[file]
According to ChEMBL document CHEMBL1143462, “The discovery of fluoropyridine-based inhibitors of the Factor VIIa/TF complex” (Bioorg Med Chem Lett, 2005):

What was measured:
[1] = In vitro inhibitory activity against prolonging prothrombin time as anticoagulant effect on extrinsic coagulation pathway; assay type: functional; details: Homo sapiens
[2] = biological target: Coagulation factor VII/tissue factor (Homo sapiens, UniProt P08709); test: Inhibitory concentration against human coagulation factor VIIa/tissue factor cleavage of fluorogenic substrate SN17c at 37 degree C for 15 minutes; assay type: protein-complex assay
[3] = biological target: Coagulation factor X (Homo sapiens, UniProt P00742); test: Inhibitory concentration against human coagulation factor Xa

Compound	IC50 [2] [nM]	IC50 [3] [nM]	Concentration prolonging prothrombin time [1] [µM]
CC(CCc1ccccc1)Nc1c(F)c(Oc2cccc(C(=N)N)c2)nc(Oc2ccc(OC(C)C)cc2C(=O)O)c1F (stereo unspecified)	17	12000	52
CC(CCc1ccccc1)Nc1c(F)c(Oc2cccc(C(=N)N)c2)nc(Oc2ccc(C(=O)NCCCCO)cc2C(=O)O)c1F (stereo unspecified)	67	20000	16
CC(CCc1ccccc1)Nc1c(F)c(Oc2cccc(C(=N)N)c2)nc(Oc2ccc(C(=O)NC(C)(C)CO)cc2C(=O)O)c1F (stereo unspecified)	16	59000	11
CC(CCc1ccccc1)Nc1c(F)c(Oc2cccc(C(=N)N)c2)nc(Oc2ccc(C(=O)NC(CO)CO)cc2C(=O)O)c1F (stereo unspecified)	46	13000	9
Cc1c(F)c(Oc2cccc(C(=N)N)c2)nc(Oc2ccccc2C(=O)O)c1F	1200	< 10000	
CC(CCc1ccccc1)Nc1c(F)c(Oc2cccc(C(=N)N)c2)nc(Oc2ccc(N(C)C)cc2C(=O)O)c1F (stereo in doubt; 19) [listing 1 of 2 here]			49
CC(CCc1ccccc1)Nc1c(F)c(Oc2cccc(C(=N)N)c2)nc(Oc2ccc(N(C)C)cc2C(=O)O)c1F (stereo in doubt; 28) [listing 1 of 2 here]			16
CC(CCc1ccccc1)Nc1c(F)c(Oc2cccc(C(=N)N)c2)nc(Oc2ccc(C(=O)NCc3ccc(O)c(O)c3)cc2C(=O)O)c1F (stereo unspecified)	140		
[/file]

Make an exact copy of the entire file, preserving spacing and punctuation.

According to ChEMBL document CHEMBL1143462, “The discovery of fluoropyridine-based inhibitors of the Factor VIIa/TF complex” (Bioorg Med Chem Lett, 2005):

What was measured:
[1] = In vitro inhibitory activity against prolonging prothrombin time as anticoagulant effect on extrinsic coagulation pathway; assay type: functional; details: Homo sapiens
[2] = biological target: Coagulation factor VII/tissue factor (Homo sapiens, UniProt P08709); test: Inhibitory concentration against human coagulation factor VIIa/tissue factor cleavage of fluorogenic substrate SN17c at 37 degree C for 15 minutes; assay type: protein-complex assay
[3] = biological target: Coagulation factor X (Homo sapiens, UniProt P00742); test: Inhibitory concentration against human coagulation factor Xa

Compound	IC50 [2] [nM]	IC50 [3] [nM]	Concentration prolonging prothrombin time [1] [µM]
CC(CCc1ccccc1)Nc1c(F)c(Oc2cccc(C(=N)N)c2)nc(Oc2ccc(OC(C)C)cc2C(=O)O)c1F (stereo unspecified)	17	12000	52
CC(CCc1ccccc1)Nc1c(F)c(Oc2cccc(C(=N)N)c2)nc(Oc2ccc(C(=O)NCCCCO)cc2C(=O)O)c1F (stereo unspecified)	67	20000	16
CC(CCc1ccccc1)Nc1c(F)c(Oc2cccc(C(=N)N)c2)nc(Oc2ccc(C(=O)NC(C)(C)CO)cc2C(=O)O)c1F (stereo unspecified)	16	59000	11
CC(CCc1ccccc1)Nc1c(F)c(Oc2cccc(C(=N)N)c2)nc(Oc2ccc(C(=O)NC(CO)CO)cc2C(=O)O)c1F (stereo unspecified)	46	13000	9
Cc1c(F)c(Oc2cccc(C(=N)N)c2)nc(Oc2ccccc2C(=O)O)c1F	1200	< 10000	
CC(CCc1ccccc1)Nc1c(F)c(Oc2cccc(C(=N)N)c2)nc(Oc2ccc(N(C)C)cc2C(=O)O)c1F (stereo in doubt; 19) [listing 1 of 2 here]			49
CC(CCc1ccccc1)Nc1c(F)c(Oc2cccc(C(=N)N)c2)nc(Oc2ccc(N(C)C)cc2C(=O)O)c1F (stereo in doubt; 28) [listing 1 of 2 here]			16
CC(CCc1ccccc1)Nc1c(F)c(Oc2cccc(C(=N)N)c2)nc(Oc2ccc(C(=O)NCc3ccc(O)c(O)c3)cc2C(=O)O)c1F (stereo unspecified)	140		